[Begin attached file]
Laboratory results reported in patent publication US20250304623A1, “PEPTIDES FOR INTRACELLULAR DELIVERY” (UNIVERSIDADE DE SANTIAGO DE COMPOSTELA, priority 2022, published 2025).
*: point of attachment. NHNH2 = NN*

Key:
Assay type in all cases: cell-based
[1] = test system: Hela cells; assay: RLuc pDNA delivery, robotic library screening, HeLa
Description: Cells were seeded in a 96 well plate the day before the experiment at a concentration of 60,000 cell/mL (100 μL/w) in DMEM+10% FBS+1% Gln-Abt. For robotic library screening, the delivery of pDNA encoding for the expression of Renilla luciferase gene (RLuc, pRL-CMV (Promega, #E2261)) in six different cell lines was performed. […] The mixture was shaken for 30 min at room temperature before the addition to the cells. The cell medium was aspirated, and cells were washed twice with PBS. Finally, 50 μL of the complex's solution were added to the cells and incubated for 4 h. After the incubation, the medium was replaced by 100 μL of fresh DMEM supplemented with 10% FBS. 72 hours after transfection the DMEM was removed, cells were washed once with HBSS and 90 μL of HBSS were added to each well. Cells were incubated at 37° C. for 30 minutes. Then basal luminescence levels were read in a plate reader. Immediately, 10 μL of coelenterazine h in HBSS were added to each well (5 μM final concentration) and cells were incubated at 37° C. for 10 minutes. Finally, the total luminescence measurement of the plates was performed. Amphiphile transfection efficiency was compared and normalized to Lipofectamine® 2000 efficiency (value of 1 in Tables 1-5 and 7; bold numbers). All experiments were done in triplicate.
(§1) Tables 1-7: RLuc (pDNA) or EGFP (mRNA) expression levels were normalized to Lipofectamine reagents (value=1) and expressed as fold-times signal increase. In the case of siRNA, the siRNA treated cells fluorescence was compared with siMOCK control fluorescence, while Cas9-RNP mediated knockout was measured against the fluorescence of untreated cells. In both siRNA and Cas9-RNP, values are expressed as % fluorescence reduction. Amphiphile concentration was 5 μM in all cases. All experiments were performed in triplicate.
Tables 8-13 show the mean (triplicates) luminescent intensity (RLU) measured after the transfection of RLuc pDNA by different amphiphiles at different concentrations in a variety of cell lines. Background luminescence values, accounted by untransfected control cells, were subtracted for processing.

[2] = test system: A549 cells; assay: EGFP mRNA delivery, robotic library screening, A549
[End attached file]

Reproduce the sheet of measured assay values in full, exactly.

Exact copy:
Laboratory results reported in patent publication US20250304623A1, “PEPTIDES FOR INTRACELLULAR DELIVERY” (UNIVERSIDADE DE SANTIAGO DE COMPOSTELA, priority 2022, published 2025).
*: point of attachment. NHNH2 = NN*

Key:
Assay type in all cases: cell-based
[1] = test system: Hela cells; assay: RLuc pDNA delivery, robotic library screening, HeLa
Description: Cells were seeded in a 96 well plate the day before the experiment at a concentration of 60,000 cell/mL (100 μL/w) in DMEM+10% FBS+1% Gln-Abt. For robotic library screening, the delivery of pDNA encoding for the expression of Renilla luciferase gene (RLuc, pRL-CMV (Promega, #E2261)) in six different cell lines was performed. […] The mixture was shaken for 30 min at room temperature before the addition to the cells. The cell medium was aspirated, and cells were washed twice with PBS. Finally, 50 μL of the complex's solution were added to the cells and incubated for 4 h. After the incubation, the medium was replaced by 100 μL of fresh DMEM supplemented with 10% FBS. 72 hours after transfection the DMEM was removed, cells were washed once with HBSS and 90 μL of HBSS were added to each well. Cells were incubated at 37° C. for 30 minutes. Then basal luminescence levels were read in a plate reader. Immediately, 10 μL of coelenterazine h in HBSS were added to each well (5 μM final concentration) and cells were incubated at 37° C. for 10 minutes. Finally, the total luminescence measurement of the plates was performed. Amphiphile transfection efficiency was compared and normalized to Lipofectamine® 2000 efficiency (value of 1 in Tables 1-5 and 7; bold numbers). All experiments were done in triplicate.
(§1) Tables 1-7: RLuc (pDNA) or EGFP (mRNA) expression levels were normalized to Lipofectamine reagents (value=1) and expressed as fold-times signal increase. In the case of siRNA, the siRNA treated cells fluorescence was compared with siMOCK control fluorescence, while Cas9-RNP mediated knockout was measured against the fluorescence of untreated cells. In both siRNA and Cas9-RNP, values are expressed as % fluorescence reduction. Amphiphile concentration was 5 μM in all cases. All experiments were performed in triplicate.
Tables 8-13 show the mean (triplicates) luminescent intensity (RLU) measured after the transfection of RLuc pDNA by different amphiphiles at different concentrations in a variety of cell lines. Background luminescence values, accounted by untransfected control cells, were subtracted for processing.

[2] = test system: A549 cells; assay: EGFP mRNA delivery, robotic library screening, A549